Imagine a world where you could own and trade the rights to your favorite football player’s jersey, or a basketball star’s game-worn shoes. Where you could re-cast yourself as an NBA superstar in a next-generation video game and get paid for playing. Or maybe you would prefer to bet on the outcome of a sporting event without worrying about whether your winnings will be confiscated by an offshore betting syndicate.
Now imagine that all of this is possible while maintaining complete control over your digital assets and being rewarded transparently for them. This is not fantasy, it’s blockchain technology in action.
Blockchain came into the public knowledge with Bitcoin (BTC) in 2009 but has since seen use cases expand rapidly across almost every industry imaginable. Banking, supply chain management, cybersecurity, and transportation are just some of the sectors already putting blockchain through its paces. Today we, therefore, thought it would be interesting to highlight five of our favorite sports and esports use cases for blockchain that have emerged over time.
Blockchain is a decentralized database, or ledger, that records transactions between two parties efficiently and in a verifiable manner. The technology is best known for being the backbone of cryptocurrency markets, a safety net to buy cryptocurrency, etc. But it has many other applications as well. One of these applications includes the use of blockchains to track sports bets.
Another way blockchain can be used in sports is in combating doping. Blockchain makes it possible to record any information about an athlete’s body and movements on a public ledger so others can see if there have been any abnormalities in their performance or health over time. This can help prevent doped athletes from competing at events like the Olympics by ensuring they will be caught before getting there.
Finally, blockchain can also be used in eSports competitions such as eSports tournaments where participants compete against each other online using various video games such as Fortnite or League Of Legends (LoL). With this type of competition happening digitally, having some form of tracking system would allow organizers to keep better tabs on how players are performing so they know who deserves an award based on results versus popularity only.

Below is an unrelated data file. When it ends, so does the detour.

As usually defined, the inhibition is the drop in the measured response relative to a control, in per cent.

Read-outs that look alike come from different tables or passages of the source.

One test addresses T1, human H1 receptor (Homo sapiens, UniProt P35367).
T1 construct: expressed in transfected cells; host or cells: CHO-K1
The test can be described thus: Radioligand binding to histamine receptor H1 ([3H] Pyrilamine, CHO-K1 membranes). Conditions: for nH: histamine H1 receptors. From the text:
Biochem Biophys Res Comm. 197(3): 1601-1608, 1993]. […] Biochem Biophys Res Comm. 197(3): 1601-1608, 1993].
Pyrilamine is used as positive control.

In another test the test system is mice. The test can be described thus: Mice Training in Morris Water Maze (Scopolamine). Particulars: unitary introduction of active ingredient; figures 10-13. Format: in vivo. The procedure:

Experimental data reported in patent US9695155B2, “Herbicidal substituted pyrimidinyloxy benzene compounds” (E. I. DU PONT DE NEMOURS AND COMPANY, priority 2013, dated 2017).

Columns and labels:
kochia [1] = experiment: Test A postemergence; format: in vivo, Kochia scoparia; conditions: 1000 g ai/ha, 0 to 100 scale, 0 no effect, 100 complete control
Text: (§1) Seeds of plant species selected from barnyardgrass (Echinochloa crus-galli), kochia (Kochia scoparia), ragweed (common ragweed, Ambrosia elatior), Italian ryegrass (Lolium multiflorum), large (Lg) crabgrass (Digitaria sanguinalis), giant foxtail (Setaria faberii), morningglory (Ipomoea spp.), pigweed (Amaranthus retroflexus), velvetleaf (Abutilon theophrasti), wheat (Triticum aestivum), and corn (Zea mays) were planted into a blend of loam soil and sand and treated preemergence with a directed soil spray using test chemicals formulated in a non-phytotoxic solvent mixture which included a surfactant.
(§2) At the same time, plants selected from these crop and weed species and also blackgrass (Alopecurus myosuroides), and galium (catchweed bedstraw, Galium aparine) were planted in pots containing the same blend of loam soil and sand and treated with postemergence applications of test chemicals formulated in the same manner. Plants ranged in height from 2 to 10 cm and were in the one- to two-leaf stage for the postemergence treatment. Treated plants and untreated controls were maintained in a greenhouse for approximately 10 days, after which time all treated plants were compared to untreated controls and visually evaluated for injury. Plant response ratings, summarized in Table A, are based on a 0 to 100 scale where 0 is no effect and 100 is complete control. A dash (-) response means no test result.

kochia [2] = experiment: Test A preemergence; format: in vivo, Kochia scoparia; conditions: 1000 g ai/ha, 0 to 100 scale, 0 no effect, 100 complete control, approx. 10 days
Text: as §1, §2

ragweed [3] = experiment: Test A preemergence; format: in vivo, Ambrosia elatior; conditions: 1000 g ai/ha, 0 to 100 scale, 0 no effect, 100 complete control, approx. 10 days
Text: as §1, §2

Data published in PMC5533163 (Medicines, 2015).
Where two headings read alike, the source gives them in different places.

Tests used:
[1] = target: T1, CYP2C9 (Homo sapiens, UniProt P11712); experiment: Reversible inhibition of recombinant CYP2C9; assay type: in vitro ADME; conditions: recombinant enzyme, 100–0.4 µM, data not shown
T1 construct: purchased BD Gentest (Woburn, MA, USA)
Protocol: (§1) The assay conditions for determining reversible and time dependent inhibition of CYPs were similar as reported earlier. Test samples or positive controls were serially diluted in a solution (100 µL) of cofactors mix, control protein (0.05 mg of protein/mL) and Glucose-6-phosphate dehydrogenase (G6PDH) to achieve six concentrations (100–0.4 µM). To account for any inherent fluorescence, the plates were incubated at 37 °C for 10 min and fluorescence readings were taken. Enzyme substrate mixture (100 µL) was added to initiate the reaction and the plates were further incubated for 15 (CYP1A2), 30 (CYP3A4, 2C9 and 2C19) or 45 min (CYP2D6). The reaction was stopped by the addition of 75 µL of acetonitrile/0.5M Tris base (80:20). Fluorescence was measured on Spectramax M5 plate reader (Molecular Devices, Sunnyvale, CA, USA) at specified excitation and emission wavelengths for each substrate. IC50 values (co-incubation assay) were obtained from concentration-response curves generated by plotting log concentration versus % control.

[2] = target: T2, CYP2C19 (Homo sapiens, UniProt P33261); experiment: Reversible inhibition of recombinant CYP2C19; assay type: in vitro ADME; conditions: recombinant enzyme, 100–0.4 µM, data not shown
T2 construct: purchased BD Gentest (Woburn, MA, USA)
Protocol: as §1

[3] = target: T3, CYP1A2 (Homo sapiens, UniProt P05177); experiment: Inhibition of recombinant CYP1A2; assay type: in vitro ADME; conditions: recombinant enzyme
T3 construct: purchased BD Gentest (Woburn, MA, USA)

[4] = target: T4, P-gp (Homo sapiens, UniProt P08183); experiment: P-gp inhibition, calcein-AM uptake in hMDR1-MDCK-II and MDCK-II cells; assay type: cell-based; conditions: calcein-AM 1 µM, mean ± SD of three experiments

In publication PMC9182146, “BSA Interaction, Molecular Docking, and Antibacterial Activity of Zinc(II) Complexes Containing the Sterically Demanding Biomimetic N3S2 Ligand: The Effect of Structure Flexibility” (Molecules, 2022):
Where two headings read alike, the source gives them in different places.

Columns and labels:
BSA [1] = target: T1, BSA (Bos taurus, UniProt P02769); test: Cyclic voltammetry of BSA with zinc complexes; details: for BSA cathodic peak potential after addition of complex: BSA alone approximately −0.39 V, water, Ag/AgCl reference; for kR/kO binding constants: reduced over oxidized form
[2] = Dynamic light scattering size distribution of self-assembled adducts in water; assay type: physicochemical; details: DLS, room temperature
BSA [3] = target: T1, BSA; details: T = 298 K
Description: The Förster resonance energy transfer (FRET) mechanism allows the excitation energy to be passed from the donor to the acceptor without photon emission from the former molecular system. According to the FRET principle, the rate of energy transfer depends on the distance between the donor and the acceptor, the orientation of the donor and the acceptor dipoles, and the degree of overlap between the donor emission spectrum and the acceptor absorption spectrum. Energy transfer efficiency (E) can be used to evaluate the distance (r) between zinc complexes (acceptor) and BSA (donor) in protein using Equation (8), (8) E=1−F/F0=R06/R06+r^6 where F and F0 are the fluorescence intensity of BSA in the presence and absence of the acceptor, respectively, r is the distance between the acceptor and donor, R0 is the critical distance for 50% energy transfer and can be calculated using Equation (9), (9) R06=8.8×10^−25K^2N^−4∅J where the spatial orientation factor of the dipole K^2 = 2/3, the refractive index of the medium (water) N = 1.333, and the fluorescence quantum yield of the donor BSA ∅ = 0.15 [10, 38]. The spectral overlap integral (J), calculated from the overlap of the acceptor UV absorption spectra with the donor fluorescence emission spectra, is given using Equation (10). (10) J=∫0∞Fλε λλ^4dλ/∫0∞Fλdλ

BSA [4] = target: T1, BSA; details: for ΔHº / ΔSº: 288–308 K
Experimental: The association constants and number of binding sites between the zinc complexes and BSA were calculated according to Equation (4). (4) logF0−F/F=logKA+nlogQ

The first use case is storing data in the blockchain. A blockchain is a distributed database, meaning that it’s distributed among multiple parties and is not owned by a single party. It’s decentralized, which means that there’s no central authority to control it.
The second use case is anchoring sports data onto a blockchain. Anchoring involves securely storing the original data on the blockchain so that any changes made will be visible to everyone on the network. The value of this technology lies in its ability to prevent tampering with sports-related data.
A blockchain can be used to improve game playability by increasing the speed at which data is processed and verified. This can allow for things like a real-time betting system, where users can bet on the outcome of a match before it has even begun. This would make esports tournaments more interesting and exciting because viewers will have access to more information about what’s happening during live matches.
Additionally, blockchain could make games fairer by keeping track of player scores or achievements in tournaments through smart contracts. These contracts ensure that all players are playing by the same rules and that there are no cheaters in their ranks, making esports tournaments more competitive overall.
Smart contracts are computer programs that facilitate, authenticate, or enforce the negotiation or performance of a contract. They can automatically execute an agreement when certain conditions are met. Smart contracts have been used to create immutable and trustworthy transactions without relying on a third party.
For example, if you bought tickets for your favorite sports team’s game through blockchain ticketing, it would be impossible for anyone else to steal your seat because it would be recorded on the blockchain as yours. Smart contracts ensure that only one person can use the ticket at a time and that no one else has access to it until after the date on which it was purchased (and then only at specified times).
Blockchain technology can provide fans with a unique experience. For example, blockchain-based apps can allow fans to get involved in the game by enabling them to vote on key decisions or even participate in live games. This will enable a new form of interaction between players and personalities, which could increase engagement from both sides.
Furthermore, it may be possible for fans to collect and trade digital memorabilia such as player photos or signed jerseys on a blockchain platform. In this way, fans could build up their collections that they can share with other users on the platform and even use as currency within certain games or communities.
Another use case is that viewers may receive exclusive content if they pay attention to advertisements while watching live streams of matches (without ads).
Blockchain is a new technology that is revolutionizing the sports industry. It can be used in many different areas, such as player contracts and payments, ticketing and fan engagement, sponsorships, and fundraising to improve the quality of life of athletes. Blockchain has many benefits including a transparent and immutable ledger which makes it an attractive option for people who don’t want their information revealed to anyone else or tampered with by anyone.